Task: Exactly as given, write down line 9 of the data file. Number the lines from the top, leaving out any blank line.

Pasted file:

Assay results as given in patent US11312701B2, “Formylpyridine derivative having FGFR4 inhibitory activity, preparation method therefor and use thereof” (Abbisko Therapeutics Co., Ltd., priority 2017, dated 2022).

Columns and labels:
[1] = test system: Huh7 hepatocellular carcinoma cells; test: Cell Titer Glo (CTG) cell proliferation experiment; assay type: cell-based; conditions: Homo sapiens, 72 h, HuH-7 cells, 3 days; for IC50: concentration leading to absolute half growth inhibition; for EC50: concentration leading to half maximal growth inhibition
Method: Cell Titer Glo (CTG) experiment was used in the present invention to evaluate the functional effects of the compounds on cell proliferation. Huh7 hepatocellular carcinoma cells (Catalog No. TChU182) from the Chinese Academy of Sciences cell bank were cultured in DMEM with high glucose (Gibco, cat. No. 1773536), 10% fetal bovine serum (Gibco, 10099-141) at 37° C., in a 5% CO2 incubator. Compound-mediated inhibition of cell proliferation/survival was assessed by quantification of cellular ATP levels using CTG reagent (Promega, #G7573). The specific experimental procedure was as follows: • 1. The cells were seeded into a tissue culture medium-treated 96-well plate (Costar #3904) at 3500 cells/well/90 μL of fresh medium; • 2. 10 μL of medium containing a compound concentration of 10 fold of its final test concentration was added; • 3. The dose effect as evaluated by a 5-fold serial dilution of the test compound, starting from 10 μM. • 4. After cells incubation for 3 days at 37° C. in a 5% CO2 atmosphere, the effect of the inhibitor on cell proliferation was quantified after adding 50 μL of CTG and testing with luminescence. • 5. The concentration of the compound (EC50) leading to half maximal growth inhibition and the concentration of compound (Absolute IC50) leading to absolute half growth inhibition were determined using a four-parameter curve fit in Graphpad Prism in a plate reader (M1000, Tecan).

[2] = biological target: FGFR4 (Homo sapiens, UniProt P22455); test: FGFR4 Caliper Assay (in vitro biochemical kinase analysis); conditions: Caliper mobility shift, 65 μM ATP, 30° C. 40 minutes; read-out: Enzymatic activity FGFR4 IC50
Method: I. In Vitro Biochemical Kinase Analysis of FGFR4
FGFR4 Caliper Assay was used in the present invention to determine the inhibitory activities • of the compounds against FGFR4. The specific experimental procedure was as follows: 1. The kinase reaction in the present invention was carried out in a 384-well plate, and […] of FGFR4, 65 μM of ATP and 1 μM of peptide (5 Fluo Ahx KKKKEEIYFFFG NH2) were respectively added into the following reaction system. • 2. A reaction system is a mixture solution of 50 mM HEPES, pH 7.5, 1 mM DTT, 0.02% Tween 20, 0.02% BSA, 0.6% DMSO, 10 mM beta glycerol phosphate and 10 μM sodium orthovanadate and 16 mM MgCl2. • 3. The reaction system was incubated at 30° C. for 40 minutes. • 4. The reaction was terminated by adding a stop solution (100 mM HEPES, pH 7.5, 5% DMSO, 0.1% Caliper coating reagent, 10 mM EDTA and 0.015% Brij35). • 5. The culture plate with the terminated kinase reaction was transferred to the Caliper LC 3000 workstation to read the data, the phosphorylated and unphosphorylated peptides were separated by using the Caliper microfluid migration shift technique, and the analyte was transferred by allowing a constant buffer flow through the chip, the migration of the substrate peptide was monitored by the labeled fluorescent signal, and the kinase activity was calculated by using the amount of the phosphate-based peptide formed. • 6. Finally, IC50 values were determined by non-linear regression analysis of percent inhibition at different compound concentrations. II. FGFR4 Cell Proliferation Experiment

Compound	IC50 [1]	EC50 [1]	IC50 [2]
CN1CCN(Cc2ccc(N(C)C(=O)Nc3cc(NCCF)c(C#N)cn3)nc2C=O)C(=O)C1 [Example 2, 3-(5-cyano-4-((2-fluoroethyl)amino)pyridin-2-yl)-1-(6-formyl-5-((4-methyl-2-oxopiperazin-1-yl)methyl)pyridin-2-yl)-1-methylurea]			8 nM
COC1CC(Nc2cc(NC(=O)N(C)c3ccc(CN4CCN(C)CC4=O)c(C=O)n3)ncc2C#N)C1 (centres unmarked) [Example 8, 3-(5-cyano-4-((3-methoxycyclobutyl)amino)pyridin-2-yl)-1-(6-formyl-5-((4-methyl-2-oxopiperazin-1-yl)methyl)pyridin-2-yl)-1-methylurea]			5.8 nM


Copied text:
CN1CCN(Cc2ccc(N(C)C(=O)Nc3cc(NCCF)c(C#N)cn3)nc2C=O)C(=O)C1 [Example 2, 3-(5-cyano-4-((2-fluoroethyl)amino)pyridin-2-yl)-1-(6-formyl-5-((4-methyl-2-oxopiperazin-1-yl)methyl)pyridin-2-yl)-1-methylurea]			8 nM